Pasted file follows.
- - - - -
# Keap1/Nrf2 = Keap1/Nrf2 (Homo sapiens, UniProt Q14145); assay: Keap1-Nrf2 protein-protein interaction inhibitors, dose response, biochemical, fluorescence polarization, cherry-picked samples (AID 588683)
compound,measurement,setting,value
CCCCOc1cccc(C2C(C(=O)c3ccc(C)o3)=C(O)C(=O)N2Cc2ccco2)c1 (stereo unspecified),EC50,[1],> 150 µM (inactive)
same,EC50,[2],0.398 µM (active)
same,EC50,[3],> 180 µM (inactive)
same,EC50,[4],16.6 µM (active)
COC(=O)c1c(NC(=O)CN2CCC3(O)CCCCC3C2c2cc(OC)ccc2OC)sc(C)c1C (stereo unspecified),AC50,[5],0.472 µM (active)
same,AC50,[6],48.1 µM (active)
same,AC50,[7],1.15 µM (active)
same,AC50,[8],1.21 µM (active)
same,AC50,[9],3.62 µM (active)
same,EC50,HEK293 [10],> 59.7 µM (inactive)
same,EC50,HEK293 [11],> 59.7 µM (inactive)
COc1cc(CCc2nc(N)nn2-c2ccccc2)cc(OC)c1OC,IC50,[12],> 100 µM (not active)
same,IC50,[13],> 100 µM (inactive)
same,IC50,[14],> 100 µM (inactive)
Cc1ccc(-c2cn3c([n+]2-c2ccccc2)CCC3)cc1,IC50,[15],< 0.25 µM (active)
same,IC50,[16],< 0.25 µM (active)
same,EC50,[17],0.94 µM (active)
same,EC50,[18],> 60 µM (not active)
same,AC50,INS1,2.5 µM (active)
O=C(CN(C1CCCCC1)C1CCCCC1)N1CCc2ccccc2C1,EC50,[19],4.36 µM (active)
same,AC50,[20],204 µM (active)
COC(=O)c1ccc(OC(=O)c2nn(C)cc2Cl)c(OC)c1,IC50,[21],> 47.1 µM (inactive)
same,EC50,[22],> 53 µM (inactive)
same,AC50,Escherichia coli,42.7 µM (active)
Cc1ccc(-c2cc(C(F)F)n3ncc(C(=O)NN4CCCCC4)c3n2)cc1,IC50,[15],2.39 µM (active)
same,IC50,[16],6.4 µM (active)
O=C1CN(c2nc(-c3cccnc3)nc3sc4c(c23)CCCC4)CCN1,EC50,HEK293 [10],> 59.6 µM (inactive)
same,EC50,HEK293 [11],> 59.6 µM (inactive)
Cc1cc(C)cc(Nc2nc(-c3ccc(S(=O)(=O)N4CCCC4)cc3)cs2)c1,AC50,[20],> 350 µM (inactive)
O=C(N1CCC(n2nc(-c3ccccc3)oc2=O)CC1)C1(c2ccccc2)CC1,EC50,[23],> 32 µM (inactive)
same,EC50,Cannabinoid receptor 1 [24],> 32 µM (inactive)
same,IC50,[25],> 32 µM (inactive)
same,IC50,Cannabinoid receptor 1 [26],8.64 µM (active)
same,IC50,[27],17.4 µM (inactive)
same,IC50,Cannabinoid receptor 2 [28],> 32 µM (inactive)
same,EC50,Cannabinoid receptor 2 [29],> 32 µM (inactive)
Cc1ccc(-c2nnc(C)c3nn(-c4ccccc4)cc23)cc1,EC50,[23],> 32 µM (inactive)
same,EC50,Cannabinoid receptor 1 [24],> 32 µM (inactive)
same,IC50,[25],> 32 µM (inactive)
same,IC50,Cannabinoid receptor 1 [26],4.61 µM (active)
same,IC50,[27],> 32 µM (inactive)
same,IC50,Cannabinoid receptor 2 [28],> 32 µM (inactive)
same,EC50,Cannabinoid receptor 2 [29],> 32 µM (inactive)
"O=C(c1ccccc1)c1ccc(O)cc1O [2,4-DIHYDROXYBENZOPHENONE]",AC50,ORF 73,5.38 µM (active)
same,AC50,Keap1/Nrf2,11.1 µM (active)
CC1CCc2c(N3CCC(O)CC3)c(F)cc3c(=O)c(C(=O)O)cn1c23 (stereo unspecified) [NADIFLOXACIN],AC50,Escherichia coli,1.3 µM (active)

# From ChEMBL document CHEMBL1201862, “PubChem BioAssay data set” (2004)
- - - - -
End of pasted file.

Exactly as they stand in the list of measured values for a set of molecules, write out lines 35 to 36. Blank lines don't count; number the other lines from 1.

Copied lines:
same,IC50,Cannabinoid receptor 1 [26],8.64 µM (active)
same,IC50,[27],17.4 µM (inactive)